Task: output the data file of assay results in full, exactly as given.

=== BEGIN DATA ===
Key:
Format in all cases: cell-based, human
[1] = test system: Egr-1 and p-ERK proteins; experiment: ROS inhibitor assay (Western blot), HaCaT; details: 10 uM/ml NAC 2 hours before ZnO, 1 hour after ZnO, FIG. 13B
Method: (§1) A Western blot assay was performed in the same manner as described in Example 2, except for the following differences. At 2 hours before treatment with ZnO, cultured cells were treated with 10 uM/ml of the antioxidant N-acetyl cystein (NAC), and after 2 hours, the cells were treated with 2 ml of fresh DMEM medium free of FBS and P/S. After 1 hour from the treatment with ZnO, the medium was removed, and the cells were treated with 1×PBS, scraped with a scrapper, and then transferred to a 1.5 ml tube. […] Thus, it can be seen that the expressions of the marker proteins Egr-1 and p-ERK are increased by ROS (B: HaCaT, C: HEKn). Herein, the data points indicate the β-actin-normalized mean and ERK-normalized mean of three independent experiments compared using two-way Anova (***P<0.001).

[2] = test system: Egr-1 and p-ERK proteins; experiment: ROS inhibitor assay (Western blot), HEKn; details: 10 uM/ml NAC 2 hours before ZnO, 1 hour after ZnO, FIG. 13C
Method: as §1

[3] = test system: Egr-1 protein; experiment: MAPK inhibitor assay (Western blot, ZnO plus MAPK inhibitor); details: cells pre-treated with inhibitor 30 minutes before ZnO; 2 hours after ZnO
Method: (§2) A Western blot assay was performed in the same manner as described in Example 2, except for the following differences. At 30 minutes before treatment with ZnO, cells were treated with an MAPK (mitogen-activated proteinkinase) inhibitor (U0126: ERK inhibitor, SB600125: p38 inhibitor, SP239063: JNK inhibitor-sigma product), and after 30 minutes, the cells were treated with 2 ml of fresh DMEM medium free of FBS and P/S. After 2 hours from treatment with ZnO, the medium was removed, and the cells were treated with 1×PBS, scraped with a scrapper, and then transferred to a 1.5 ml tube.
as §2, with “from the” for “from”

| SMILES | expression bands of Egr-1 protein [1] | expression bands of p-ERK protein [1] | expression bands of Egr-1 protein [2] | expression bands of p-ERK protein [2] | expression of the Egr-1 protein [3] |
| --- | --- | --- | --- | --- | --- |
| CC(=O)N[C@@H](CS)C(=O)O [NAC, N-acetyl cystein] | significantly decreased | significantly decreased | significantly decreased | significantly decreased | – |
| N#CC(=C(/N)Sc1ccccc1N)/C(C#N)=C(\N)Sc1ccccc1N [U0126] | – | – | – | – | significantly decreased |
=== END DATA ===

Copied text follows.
Key:
Format in all cases: cell-based, human
[1] = test system: Egr-1 and p-ERK proteins; experiment: ROS inhibitor assay (Western blot), HaCaT; details: 10 uM/ml NAC 2 hours before ZnO, 1 hour after ZnO, FIG. 13B
Method: (§1) A Western blot assay was performed in the same manner as described in Example 2, except for the following differences. At 2 hours before treatment with ZnO, cultured cells were treated with 10 uM/ml of the antioxidant N-acetyl cystein (NAC), and after 2 hours, the cells were treated with 2 ml of fresh DMEM medium free of FBS and P/S. After 1 hour from the treatment with ZnO, the medium was removed, and the cells were treated with 1×PBS, scraped with a scrapper, and then transferred to a 1.5 ml tube. […] Thus, it can be seen that the expressions of the marker proteins Egr-1 and p-ERK are increased by ROS (B: HaCaT, C: HEKn). Herein, the data points indicate the β-actin-normalized mean and ERK-normalized mean of three independent experiments compared using two-way Anova (***P<0.001).

[2] = test system: Egr-1 and p-ERK proteins; experiment: ROS inhibitor assay (Western blot), HEKn; details: 10 uM/ml NAC 2 hours before ZnO, 1 hour after ZnO, FIG. 13C
Method: as §1

[3] = test system: Egr-1 protein; experiment: MAPK inhibitor assay (Western blot, ZnO plus MAPK inhibitor); details: cells pre-treated with inhibitor 30 minutes before ZnO; 2 hours after ZnO
Method: (§2) A Western blot assay was performed in the same manner as described in Example 2, except for the following differences. At 30 minutes before treatment with ZnO, cells were treated with an MAPK (mitogen-activated proteinkinase) inhibitor (U0126: ERK inhibitor, SB600125: p38 inhibitor, SP239063: JNK inhibitor-sigma product), and after 30 minutes, the cells were treated with 2 ml of fresh DMEM medium free of FBS and P/S. After 2 hours from treatment with ZnO, the medium was removed, and the cells were treated with 1×PBS, scraped with a scrapper, and then transferred to a 1.5 ml tube.
as §2, with “from the” for “from”

| SMILES | expression bands of Egr-1 protein [1] | expression bands of p-ERK protein [1] | expression bands of Egr-1 protein [2] | expression bands of p-ERK protein [2] | expression of the Egr-1 protein [3] |
| --- | --- | --- | --- | --- | --- |
| CC(=O)N[C@@H](CS)C(=O)O [NAC, N-acetyl cystein] | significantly decreased | significantly decreased | significantly decreased | significantly decreased | – |
| N#CC(=C(/N)Sc1ccccc1N)/C(C#N)=C(\N)Sc1ccccc1N [U0126] | – | – | – | – | significantly decreased |